Did you know that cereal companies are trying to subliminally brainwash kids into becoming lifetime cereal loyalists? That’s what a recent study from Cornell University’s Food and Brand Lab concluded based on findings that kids’ cereal characters tend to look downward toward children in an attempt to make eye contact.
The study unleashed a flurry of mainstream media and blogger attention. A quick Google search pulls up a bevy of scintillating headlines from the likes of Forbes, NBC, ABC, CBS, USA Today, Huffington Post and many others. While some will certainly find the study thought-provoking, the interesting story, in my opinion, is how one major food processor chose to respond.
Cornell released its study on April 2, and media coverage hit a fever pitch the next day. Less than 24 hours later, General Mills’ VP of Global Communications, Tom Forsythe, took to the company’s blog to defend Trix Rabbits’ honor, and to poke a few giant holes in Cornell’s approach. Whether you agree with Mr. Forsythe’s position or not, the way he responded is a great example of how brands should be using social channels to be more responsive, flexible and human.
In fact, the blog response illustrates a few reasons why every brand should at least consider having a corporate blog:
- Reach the people directly, in real time. The fact that General Mills manages an active corporate blog gave the company an easy channel for responding and communicating its position on the Cornell research. I’d guess the release of this particular study, and the media coverage it generated, didn’t necessarily sound the crisis alarms for the Big G. The scenario, however, illustrates how a corporate blog can be a powerful update tool in times of crisis. Instead of issuing a formal statement and sending it through traditional media to be published 24 hours later, General Mills jumped into the conversation in real time.
- Communicate transparently. A corporate blog, if executed right, can be a great way to build trust by giving stakeholders a behind-the-scenes look at what’s happening internally. While Mr. Forsythe’s response didn’t reveal any dark secrets about deceptive marketing practices, his post certainly reinforced that the company has nothing to hide.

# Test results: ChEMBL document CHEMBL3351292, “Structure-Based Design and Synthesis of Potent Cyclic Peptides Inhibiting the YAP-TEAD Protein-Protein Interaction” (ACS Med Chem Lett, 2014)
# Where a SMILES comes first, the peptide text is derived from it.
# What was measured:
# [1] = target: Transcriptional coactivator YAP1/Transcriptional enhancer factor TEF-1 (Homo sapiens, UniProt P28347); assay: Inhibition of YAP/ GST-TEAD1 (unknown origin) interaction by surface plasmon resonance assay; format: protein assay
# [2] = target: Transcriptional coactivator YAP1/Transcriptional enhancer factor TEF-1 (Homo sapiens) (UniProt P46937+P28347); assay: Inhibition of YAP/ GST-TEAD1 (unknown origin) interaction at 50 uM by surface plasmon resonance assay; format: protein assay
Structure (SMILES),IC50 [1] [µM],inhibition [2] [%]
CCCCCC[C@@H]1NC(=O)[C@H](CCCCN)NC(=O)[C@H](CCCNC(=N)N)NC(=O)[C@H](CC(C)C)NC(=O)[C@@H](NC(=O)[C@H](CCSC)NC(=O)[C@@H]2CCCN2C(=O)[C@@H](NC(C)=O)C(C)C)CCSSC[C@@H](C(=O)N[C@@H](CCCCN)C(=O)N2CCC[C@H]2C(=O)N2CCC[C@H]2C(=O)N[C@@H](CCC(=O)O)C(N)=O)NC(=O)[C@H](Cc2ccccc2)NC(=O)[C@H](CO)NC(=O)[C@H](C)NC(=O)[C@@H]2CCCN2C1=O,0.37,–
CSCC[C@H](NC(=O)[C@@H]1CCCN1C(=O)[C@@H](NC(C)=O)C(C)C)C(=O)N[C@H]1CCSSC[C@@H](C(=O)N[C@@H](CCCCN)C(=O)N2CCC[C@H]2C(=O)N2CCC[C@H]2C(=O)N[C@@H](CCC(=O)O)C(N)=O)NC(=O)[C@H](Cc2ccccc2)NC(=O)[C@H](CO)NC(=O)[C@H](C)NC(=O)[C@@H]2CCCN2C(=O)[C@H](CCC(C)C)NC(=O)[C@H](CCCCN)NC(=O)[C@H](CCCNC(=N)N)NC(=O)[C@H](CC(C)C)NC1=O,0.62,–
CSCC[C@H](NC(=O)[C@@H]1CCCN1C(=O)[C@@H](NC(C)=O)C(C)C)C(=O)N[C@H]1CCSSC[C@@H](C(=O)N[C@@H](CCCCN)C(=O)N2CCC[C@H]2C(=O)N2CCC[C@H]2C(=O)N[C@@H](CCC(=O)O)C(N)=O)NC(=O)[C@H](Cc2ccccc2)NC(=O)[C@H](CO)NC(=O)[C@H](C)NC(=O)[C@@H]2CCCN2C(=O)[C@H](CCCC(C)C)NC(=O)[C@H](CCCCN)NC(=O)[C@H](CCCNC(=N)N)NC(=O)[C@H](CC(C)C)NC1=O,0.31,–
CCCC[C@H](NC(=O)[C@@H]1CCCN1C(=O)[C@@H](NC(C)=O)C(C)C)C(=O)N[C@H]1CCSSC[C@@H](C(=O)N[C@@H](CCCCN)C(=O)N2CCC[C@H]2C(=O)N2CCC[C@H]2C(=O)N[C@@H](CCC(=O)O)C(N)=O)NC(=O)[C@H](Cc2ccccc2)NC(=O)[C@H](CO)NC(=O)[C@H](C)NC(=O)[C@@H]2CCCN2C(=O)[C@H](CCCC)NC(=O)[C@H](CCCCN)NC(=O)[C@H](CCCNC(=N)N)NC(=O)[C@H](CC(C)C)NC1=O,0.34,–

- Win the search game. By blogging in response to the cereal study, General Mills helped ensure its point of view will be represented in search engine results. In fact, when searching for General Mills and the cereal study, Mr. Forsythe’s blog response and several blogs praising it are among the top results. #winning
- Add a human touch. One thing I appreciated about the General Mills’ response was that it came from a human with a name. I feel like many companies in a similar situation would’ve opted to post a generic corporate response to this type of research (or not respond at all). Instead General Mills allowed one of its communicators to respond personally. Not only does using a human voice build trust and add credibility, but it also humanizes the brand – something many large corporate organizations struggle to do.
- Tell the people what you really think. The thing I liked most about Mr. Forsythe’s response was the blunt tone. Obviously this approach won’t work in all scenarios, but in this case it hit the mark perfectly. It made the company look rational and logical, rather than sheepish or defensive. And the fact that it was bylined by an executive sent a clear, effective message.